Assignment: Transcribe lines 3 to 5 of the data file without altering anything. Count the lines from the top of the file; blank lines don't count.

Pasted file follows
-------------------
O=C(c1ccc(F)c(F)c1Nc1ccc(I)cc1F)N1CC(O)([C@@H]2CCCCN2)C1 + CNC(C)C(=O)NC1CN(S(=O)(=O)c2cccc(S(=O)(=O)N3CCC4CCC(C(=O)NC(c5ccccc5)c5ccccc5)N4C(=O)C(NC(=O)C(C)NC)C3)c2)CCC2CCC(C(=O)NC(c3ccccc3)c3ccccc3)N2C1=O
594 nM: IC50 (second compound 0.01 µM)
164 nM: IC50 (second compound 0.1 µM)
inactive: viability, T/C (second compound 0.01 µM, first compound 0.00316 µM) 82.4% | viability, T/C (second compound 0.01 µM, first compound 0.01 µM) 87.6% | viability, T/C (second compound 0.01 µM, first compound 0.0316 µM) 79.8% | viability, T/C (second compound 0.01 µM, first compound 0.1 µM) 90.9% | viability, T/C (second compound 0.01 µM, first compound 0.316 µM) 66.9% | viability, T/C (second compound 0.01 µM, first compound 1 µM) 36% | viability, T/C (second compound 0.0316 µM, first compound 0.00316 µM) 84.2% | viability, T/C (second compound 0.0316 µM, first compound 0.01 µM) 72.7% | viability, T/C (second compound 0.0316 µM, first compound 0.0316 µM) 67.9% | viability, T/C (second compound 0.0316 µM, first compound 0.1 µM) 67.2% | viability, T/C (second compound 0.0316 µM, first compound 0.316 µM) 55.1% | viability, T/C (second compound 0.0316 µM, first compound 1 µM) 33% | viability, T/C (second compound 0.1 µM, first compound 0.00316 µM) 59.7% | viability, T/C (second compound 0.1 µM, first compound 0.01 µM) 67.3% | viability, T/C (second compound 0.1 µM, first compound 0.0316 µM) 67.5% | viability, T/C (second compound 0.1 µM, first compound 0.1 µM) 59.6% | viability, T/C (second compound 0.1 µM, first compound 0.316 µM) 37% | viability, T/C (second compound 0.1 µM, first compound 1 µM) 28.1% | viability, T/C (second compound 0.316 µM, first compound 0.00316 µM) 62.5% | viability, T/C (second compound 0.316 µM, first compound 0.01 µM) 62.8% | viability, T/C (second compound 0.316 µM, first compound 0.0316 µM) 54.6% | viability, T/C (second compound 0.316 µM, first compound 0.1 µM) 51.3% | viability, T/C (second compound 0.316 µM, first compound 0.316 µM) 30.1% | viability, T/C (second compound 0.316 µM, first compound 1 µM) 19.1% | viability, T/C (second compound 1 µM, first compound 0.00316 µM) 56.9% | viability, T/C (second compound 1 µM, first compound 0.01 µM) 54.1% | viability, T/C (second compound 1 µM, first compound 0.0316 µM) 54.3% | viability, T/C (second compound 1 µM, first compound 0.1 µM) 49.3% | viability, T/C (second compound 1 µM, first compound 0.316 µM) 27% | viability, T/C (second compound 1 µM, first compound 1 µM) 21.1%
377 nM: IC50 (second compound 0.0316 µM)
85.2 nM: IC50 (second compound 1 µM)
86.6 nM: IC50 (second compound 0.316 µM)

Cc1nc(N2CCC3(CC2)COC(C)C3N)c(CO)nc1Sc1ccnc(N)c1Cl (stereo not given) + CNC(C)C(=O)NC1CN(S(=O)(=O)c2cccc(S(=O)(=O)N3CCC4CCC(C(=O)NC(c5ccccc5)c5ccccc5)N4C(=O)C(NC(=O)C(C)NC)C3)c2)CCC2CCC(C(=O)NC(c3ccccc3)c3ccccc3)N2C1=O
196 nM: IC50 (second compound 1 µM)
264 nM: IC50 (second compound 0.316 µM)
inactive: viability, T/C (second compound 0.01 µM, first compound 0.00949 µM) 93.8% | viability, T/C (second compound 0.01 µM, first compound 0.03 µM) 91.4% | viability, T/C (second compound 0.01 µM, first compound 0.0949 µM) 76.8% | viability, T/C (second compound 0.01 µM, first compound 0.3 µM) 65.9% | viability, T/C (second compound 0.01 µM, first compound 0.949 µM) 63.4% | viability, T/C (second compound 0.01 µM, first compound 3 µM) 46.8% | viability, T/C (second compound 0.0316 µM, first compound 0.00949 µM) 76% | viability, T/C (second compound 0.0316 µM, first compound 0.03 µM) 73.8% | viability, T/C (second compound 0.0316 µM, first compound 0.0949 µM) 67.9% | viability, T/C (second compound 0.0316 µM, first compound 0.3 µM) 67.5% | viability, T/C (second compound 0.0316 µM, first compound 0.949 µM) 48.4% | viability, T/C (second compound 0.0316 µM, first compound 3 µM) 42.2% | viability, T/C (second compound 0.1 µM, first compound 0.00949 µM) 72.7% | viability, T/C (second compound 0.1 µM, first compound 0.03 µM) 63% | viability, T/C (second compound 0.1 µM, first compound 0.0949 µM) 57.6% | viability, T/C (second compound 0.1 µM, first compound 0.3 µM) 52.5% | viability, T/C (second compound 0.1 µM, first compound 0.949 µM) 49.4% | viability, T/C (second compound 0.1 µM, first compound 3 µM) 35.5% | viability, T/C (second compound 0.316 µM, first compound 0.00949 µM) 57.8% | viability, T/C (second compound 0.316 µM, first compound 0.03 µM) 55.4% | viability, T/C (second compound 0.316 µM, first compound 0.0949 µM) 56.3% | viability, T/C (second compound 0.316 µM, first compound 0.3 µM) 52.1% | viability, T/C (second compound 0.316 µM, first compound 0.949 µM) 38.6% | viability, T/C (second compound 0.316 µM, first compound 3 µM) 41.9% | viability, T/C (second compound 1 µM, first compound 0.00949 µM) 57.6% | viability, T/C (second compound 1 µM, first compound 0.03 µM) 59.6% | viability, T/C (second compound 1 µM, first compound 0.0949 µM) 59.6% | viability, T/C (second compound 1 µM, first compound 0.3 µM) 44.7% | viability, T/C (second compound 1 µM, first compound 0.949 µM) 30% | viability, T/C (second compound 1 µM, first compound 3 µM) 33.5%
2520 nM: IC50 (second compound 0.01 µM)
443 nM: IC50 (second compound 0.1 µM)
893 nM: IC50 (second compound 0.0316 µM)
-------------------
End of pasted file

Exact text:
164 nM: IC50 (second compound 0.1 µM)
inactive: viability, T/C (second compound 0.01 µM, first compound 0.00316 µM) 82.4% | viability, T/C (second compound 0.01 µM, first compound 0.01 µM) 87.6% | viability, T/C (second compound 0.01 µM, first compound 0.0316 µM) 79.8% | viability, T/C (second compound 0.01 µM, first compound 0.1 µM) 90.9% | viability, T/C (second compound 0.01 µM, first compound 0.316 µM) 66.9% | viability, T/C (second compound 0.01 µM, first compound 1 µM) 36% | viability, T/C (second compound 0.0316 µM, first compound 0.00316 µM) 84.2% | viability, T/C (second compound 0.0316 µM, first compound 0.01 µM) 72.7% | viability, T/C (second compound 0.0316 µM, first compound 0.0316 µM) 67.9% | viability, T/C (second compound 0.0316 µM, first compound 0.1 µM) 67.2% | viability, T/C (second compound 0.0316 µM, first compound 0.316 µM) 55.1% | viability, T/C (second compound 0.0316 µM, first compound 1 µM) 33% | viability, T/C (second compound 0.1 µM, first compound 0.00316 µM) 59.7% | viability, T/C (second compound 0.1 µM, first compound 0.01 µM) 67.3% | viability, T/C (second compound 0.1 µM, first compound 0.0316 µM) 67.5% | viability, T/C (second compound 0.1 µM, first compound 0.1 µM) 59.6% | viability, T/C (second compound 0.1 µM, first compound 0.316 µM) 37% | viability, T/C (second compound 0.1 µM, first compound 1 µM) 28.1% | viability, T/C (second compound 0.316 µM, first compound 0.00316 µM) 62.5% | viability, T/C (second compound 0.316 µM, first compound 0.01 µM) 62.8% | viability, T/C (second compound 0.316 µM, first compound 0.0316 µM) 54.6% | viability, T/C (second compound 0.316 µM, first compound 0.1 µM) 51.3% | viability, T/C (second compound 0.316 µM, first compound 0.316 µM) 30.1% | viability, T/C (second compound 0.316 µM, first compound 1 µM) 19.1% | viability, T/C (second compound 1 µM, first compound 0.00316 µM) 56.9% | viability, T/C (second compound 1 µM, first compound 0.01 µM) 54.1% | viability, T/C (second compound 1 µM, first compound 0.0316 µM) 54.3% | viability, T/C (second compound 1 µM, first compound 0.1 µM) 49.3% | viability, T/C (second compound 1 µM, first compound 0.316 µM) 27% | viability, T/C (second compound 1 µM, first compound 1 µM) 21.1%
377 nM: IC50 (second compound 0.0316 µM)